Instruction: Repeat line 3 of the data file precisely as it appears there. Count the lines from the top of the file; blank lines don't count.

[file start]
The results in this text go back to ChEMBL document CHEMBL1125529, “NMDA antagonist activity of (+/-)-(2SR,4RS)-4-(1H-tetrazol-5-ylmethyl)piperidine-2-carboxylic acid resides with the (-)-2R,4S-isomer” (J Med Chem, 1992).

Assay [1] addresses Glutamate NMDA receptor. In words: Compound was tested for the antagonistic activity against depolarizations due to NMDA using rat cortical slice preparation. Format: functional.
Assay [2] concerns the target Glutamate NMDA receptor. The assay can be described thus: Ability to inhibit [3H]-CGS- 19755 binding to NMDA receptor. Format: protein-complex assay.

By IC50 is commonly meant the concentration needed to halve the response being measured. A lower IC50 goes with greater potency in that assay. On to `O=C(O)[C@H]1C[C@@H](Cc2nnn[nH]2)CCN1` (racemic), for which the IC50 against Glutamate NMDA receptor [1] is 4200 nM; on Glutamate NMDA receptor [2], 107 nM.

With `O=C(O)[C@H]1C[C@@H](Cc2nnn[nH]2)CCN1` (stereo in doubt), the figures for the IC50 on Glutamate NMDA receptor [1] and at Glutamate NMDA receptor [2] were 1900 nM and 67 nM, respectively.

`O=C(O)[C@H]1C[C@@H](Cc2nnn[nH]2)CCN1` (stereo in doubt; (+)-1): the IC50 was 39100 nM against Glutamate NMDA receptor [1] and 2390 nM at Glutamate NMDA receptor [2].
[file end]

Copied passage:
Assay [2] concerns the target Glutamate NMDA receptor. The assay can be described thus: Ability to inhibit [3H]-CGS- 19755 binding to NMDA receptor. Format: protein-complex assay.